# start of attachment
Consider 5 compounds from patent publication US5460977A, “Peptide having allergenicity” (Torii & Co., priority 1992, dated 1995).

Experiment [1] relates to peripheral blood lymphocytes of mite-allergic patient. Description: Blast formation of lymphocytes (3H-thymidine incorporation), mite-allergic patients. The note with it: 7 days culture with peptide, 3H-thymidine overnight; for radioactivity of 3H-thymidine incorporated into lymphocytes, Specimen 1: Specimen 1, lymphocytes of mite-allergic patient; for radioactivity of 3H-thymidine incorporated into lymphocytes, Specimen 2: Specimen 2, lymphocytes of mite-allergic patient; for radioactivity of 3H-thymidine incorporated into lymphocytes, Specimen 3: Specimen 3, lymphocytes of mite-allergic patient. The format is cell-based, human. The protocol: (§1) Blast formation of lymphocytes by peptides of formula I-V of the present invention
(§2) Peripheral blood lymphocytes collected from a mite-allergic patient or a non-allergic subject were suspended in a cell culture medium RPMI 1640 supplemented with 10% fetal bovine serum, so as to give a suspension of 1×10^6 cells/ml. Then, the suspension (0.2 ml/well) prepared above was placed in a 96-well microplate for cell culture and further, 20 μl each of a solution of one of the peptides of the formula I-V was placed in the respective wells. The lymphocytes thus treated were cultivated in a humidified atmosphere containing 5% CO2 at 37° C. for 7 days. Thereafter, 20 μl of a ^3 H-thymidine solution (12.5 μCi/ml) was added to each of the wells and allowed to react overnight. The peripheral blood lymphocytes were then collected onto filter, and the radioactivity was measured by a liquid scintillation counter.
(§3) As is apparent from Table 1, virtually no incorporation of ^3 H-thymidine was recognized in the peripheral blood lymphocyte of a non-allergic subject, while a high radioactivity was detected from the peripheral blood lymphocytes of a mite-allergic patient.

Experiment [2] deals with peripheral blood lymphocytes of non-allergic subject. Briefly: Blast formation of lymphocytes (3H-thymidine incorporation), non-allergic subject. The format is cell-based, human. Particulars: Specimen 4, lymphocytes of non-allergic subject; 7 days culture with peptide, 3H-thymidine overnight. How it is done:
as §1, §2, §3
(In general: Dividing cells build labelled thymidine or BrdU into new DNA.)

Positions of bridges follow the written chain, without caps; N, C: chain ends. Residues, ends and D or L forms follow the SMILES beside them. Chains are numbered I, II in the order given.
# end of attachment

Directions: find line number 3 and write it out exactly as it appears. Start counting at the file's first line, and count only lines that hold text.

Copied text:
(§2) Peripheral blood lymphocytes collected from a mite-allergic patient or a non-allergic subject were suspended in a cell culture medium RPMI 1640 supplemented with 10% fetal bovine serum, so as to give a suspension of 1×10^6 cells/ml. Then, the suspension (0.2 ml/well) prepared above was placed in a 96-well microplate for cell culture and further, 20 μl each of a solution of one of the peptides of the formula I-V was placed in the respective wells. The lymphocytes thus treated were cultivated in a humidified atmosphere containing 5% CO2 at 37° C. for 7 days. Thereafter, 20 μl of a ^3 H-thymidine solution (12.5 μCi/ml) was added to each of the wells and allowed to react overnight. The peripheral blood lymphocytes were then collected onto filter, and the radioactivity was measured by a liquid scintillation counter.